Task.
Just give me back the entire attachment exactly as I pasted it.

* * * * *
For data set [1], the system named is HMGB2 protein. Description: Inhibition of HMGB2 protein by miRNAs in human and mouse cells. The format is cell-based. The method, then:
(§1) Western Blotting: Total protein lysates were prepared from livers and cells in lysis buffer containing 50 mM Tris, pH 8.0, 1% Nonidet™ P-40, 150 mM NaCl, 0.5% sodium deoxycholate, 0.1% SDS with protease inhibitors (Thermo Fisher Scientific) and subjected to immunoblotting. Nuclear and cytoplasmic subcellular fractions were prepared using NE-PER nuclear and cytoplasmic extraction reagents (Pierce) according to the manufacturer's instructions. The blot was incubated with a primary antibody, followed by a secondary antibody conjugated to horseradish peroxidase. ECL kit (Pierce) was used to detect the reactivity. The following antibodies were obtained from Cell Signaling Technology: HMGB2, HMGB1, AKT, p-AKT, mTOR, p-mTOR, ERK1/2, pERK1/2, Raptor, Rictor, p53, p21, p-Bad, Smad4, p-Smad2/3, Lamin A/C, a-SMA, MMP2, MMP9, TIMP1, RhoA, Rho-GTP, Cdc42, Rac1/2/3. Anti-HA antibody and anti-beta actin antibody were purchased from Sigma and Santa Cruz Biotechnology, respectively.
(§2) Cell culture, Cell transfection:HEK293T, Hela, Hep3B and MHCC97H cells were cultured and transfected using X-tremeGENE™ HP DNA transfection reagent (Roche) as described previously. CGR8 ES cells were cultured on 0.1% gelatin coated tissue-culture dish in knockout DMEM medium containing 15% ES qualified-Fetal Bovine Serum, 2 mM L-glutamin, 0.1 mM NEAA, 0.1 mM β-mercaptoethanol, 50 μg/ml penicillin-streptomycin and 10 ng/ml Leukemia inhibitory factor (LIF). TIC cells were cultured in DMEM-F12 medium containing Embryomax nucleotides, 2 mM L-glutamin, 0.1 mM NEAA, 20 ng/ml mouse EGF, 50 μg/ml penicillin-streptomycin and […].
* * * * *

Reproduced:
For data set [1], the system named is HMGB2 protein. Description: Inhibition of HMGB2 protein by miRNAs in human and mouse cells. The format is cell-based. The method, then:
(§1) Western Blotting: Total protein lysates were prepared from livers and cells in lysis buffer containing 50 mM Tris, pH 8.0, 1% Nonidet™ P-40, 150 mM NaCl, 0.5% sodium deoxycholate, 0.1% SDS with protease inhibitors (Thermo Fisher Scientific) and subjected to immunoblotting. Nuclear and cytoplasmic subcellular fractions were prepared using NE-PER nuclear and cytoplasmic extraction reagents (Pierce) according to the manufacturer's instructions. The blot was incubated with a primary antibody, followed by a secondary antibody conjugated to horseradish peroxidase. ECL kit (Pierce) was used to detect the reactivity. The following antibodies were obtained from Cell Signaling Technology: HMGB2, HMGB1, AKT, p-AKT, mTOR, p-mTOR, ERK1/2, pERK1/2, Raptor, Rictor, p53, p21, p-Bad, Smad4, p-Smad2/3, Lamin A/C, a-SMA, MMP2, MMP9, TIMP1, RhoA, Rho-GTP, Cdc42, Rac1/2/3. Anti-HA antibody and anti-beta actin antibody were purchased from Sigma and Santa Cruz Biotechnology, respectively.
(§2) Cell culture, Cell transfection:HEK293T, Hela, Hep3B and MHCC97H cells were cultured and transfected using X-tremeGENE™ HP DNA transfection reagent (Roche) as described previously. CGR8 ES cells were cultured on 0.1% gelatin coated tissue-culture dish in knockout DMEM medium containing 15% ES qualified-Fetal Bovine Serum, 2 mM L-glutamin, 0.1 mM NEAA, 0.1 mM β-mercaptoethanol, 50 μg/ml penicillin-streptomycin and 10 ng/ml Leukemia inhibitory factor (LIF). TIC cells were cultured in DMEM-F12 medium containing Embryomax nucleotides, 2 mM L-glutamin, 0.1 mM NEAA, 20 ng/ml mouse EGF, 50 μg/ml penicillin-streptomycin and […].